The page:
The Devil May Cry series has a very dedicated fan base who are still playing Devil May Cry 4 to this day. What do you want to say to them in regards to what they can look forward to with the Devil May Cry series?
After Devil May Cry 4 came out and then Ninja Theory's DMC: Devil May Cry followed it, some fans were disappointed and felt the main series had ended. But I'm glad that the message is out there with Devil May Cry 4: Special Edition that the main series is not over, and that DMC: Devil May Cry did not kill it. But that isn't to say that the latter was just a one shot, that game also got it's own next-gen re-release earlier this year.
Speaking of Ninja Theory and DMC: Devil May Cry, at the time you had said that part of the reason you went with them was that you wanted a different sensibility around the franchise. What were your overall thoughts on the final product and the game?
I think I'm happy with the performance of the game. If it had been a world changing hit, it might have changed the course of the series by becoming the new DMC. But at the same time, if it was a lot less successful than it was, it might have just been a flash in the pan failure that never got followed through with the definitive edition this year. In a way, I'm actually really pleased of where we were able to hit between those two separate extremes.
So you see those, I guess, those two series games as fairly separate?
Yeah, they are a little bit apart in that sense that if you didn't look at it that way you couldn't release the DMC 4: Special Edition, for example.
Do you see yourself sort of taking that on internally again, or working with partners to develop?
I honestly don't know. I don't really know, to be honest, at this stage.
You mentioned earlier before that you guys are always listening to fan feedback. How much does that influence your decisions about that game? The fan community is very vocal, but you still have to serve a broad audience. What do you pick up from fans and what do you try and stick to your vision about?
I like to listen to all the fan feedback that I can, but listening to it doesn't mean listening to it and doing everything that the fans request, because that would end up with a not very good game. That's not to say that the fan feedback isn't good, but if you took it all on board and put it all together then you would get a mess in the game. You have to make these decisions about what to include and what not to include. The high level play that we see from the really hardcore fans is something that we want to keep.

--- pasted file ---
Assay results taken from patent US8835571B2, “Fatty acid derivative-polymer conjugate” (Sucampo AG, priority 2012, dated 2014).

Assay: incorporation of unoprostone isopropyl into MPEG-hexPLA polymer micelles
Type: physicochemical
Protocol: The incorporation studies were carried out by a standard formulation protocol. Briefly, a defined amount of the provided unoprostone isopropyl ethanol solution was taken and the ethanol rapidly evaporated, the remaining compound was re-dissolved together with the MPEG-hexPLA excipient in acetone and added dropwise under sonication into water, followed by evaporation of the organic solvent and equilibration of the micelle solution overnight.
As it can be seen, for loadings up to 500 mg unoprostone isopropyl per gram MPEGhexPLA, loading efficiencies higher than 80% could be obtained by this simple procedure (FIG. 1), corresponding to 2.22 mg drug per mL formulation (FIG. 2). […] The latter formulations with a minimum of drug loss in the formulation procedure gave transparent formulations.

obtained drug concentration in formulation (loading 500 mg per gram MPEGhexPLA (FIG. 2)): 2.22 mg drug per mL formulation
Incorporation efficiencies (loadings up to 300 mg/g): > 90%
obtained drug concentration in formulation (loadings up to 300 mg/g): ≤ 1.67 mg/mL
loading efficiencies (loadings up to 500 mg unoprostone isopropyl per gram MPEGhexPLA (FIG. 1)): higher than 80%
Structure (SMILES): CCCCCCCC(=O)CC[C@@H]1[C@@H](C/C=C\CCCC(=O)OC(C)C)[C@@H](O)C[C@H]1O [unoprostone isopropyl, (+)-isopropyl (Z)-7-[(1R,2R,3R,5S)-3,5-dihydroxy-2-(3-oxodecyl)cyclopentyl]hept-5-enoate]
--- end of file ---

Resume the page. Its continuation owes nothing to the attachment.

The high level play that we see from the really hardcore fans is something that we want to keep.
At the same time, I want to expand the base of that structure so that you have this very high peak that the fans can reach, but that you still have an accessible of enough base so that people who aren't as hardcore can still get in there and enjoy the gameplay. With that in mind, I like to listen to the fan feedback but not necessarily do exactly what they've asked. Instead I think "Well that's what they like and this is why they want that, but how can I even go above and beyond that with my own idea that will hopefully satisfy those fan desires?"
What are the most common things that fans keep asking you about apart from, "Where's my Devil May Cry?"
People ask me a lot if we can have more development of Sparda as a character, and also I get asked a lot if there's any possibility of co-op coming to the series, which is something we've flirted with in the past. In Devil May Cry 3, and its special edition, there's certain parts of the game where Dante would have a doppelganger on screen. You can actually plug in a second controller and press start, and a second player can take control of the doppelganger. It's kind of hidden co-op feature that maybe not many people know about. That also works for a boss battle in that game where Dante and Virgil team up against a boss. So it's definitely something we've had in our minds for a long time that I'd certainly be interested in exploring.
Do you think that the style of gameplay that you want is conducive to co-op?
Well, we wouldn't go as far to say that, because obviously if it was completely 100% suited to the gameplay we have, we would have put it in by now. Part of the reason co-op has appeared as a secret feature in bits and pieces is because there were problems with simply implementing co-op into Devil May Cry as it is.